Deutsche Börse Photography Prize 2014 part II

I have written about Richard Mosse’s work previously at The Photographers Gallery where they are mounting the Deutsche Börse work. Of the other three artists I didn’t expect to be drawn to Alberto Garcia-Alix’s work and I left it ‘till last, as it was closet to the exit from the fourth floor and knowing that coffee would be closer; but drawn to it I was. Russell Squires wrote about it here for the WeAreOCA site

I didn’t really feel any sense of the work from the images on the wall, certainly they were graphic, wonderfully printed and presented, but over the last few decades I have seen lots of very good prints, expertly made and created to draw the viewer to engage. These images weren’t any worse, nor perhaps any better at developing that discourse – but I felt it was (yet) another set of visually graphic images of an artist in torment, or perhaps an artist’s recording of his torment. What I hadn’t bargained for was the video.

The single images portrayed the said artist’s torment but I wasn’t ready to be engaged with it, I had purposefully walked right on by these mounted photographs to view the Lempert piece, that I had been looking forward to – the subject of another post – and had expected to walk right back after a cursory glance on my way to the coffee. There was though something about the audio (the soundtrack to the video) that perhaps triggered a purpose to linger longer than I had planned.

The deadpan, monotonic commentary that accompanied the video with, in the main, still images the sub-titled translation that worked extremely well. I wonder now whether there was a purpose in the English sub-titles given the need to focus on the image, then script, then image and maybe script again that forced a connection that a voice-over in English might not have achieved?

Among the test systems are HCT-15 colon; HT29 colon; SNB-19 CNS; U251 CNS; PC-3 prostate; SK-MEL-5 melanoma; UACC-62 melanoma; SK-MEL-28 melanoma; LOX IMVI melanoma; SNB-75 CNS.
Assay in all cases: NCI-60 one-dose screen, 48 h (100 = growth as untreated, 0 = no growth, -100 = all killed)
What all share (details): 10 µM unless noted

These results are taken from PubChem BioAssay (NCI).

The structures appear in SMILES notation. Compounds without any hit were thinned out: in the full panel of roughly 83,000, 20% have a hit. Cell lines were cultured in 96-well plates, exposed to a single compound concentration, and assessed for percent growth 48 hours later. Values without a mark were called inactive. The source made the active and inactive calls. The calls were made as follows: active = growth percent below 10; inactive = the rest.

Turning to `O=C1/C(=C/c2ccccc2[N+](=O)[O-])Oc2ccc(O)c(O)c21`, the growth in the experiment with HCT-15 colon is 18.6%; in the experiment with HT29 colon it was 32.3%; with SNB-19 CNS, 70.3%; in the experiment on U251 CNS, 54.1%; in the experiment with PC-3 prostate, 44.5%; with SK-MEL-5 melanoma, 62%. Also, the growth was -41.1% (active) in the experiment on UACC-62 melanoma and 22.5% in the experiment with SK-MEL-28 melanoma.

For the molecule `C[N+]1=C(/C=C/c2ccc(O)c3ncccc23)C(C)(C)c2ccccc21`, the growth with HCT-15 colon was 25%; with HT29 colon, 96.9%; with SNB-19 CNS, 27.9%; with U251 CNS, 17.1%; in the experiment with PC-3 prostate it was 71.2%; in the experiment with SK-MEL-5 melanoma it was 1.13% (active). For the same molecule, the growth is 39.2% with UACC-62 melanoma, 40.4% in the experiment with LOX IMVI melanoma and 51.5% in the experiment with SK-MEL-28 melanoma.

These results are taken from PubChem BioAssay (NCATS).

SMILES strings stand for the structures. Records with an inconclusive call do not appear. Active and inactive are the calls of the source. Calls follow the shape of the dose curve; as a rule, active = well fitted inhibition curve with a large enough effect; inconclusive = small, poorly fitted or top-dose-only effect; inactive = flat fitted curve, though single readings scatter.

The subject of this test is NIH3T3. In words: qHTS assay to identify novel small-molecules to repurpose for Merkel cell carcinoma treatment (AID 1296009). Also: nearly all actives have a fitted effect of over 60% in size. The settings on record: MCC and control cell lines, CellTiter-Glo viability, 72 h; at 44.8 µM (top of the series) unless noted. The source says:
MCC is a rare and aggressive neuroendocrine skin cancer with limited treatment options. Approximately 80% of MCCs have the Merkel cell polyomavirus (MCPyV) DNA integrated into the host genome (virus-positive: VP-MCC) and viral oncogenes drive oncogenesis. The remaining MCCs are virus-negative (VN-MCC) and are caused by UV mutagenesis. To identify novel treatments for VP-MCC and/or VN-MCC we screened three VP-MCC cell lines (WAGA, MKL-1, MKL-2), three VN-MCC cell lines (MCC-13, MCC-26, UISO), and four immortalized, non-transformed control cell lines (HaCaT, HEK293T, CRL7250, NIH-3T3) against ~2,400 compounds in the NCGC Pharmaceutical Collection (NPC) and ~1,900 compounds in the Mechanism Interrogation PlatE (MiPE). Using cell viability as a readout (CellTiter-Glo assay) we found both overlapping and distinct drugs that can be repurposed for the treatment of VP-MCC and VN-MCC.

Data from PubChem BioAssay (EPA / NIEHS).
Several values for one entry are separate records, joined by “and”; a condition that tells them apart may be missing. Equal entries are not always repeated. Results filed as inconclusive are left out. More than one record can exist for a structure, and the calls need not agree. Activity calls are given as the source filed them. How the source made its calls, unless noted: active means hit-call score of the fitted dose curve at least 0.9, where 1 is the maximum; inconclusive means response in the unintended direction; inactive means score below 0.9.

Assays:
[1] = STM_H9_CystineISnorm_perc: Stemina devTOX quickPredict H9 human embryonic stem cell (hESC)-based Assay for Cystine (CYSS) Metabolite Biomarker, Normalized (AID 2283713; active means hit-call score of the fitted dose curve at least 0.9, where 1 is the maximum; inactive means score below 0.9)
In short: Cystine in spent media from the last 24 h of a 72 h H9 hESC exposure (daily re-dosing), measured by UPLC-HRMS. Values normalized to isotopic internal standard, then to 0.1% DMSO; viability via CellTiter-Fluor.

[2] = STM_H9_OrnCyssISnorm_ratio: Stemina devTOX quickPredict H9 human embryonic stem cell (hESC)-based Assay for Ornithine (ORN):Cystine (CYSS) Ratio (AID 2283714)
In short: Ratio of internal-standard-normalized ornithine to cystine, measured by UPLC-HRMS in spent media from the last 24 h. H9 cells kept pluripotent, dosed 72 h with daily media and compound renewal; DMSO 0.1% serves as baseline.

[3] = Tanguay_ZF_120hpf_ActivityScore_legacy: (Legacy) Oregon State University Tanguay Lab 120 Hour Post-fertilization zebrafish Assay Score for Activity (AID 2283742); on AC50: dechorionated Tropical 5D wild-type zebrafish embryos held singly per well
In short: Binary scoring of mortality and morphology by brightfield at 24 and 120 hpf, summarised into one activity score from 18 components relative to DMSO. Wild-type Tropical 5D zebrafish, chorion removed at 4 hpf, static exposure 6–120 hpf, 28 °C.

The language of this artist was very poetic and the complete experience of image/audio and text held me there on the viewing bench for the duration. I was transfixed.

“And time keeps moving backwards” the narrator is translated as saying, of course all photographs are memories – how could they be anything else? But the statement, in the context of the artist’s life, was all the more poignant for the story he narrated. Addiction is perhaps the single greatest act of selfishness that humans have devised for themselves and we saw those selfishnesses, heard them through the narration, how he continued to sacrifice, in the same way many addicts do, all those around him. And how those that travelled with him on that journey fell by the wayside. “My intentions are never honest” he says at one point, an addict slips and slides around the notion of veracity together with its implications. It is a prioritized life, that of an addict, and this video presented scenes of a life that slipped from lucidity to apparent lunacy.

What I took from this though was the power of the edit, over and above the visceral reaction to an artists depiction of himself in all his guises. As image crashed with text and it’s audio accompaniment presenting this viewer with a reaction that chimed with another of his sets of words, blandly expressed “they [the images] leave an echo in their wake”.

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4 thoughts on “Deutsche Börse Photography Prize 2014 part II

  1. He acknowledges everything about himself; agrees with what can be said about him. I wonder how much space that leaves for ‘other’, including the viewer, to be presented with such a blank ‘face’.

    • Maybe the strategy is to usurp the ‘other’ by claiming some sense of high ground and thereby limiting the slings and arrows? I don’t know to be frank, the world of addiction is one which I have, and still do to some extent, observe from a distance.

  2. I think we all have some form or other of addiction, it doesn’t necessarily have to be drugs and perhaps it is a lack of bravery “wanting” to recognise and name it. Mine is food, BTW. 😉
    I must say that I love his prints, and found them impressive – something struck with me. I don’t know whether it was the shared/similar culture; that said it has been hard for me to witness this kind of prints on a regular basis, but I found them powerful. His video work was the more powerful and even though the translation was accurate it wasn’t as “much”? – the Spanish held a lot more in it. Curiously, I didn’t really connect with Lempert, I think I have to dig a bit more on him. Horses for courses I guess. Thanks for sharing John.

    • Thanks Yianni, hoe you’re well. I didn’t expect to be drawn not his work, but the video held me transfixed, absolutely compelling. I did wonder about the translation, what did it embellish or leave out……

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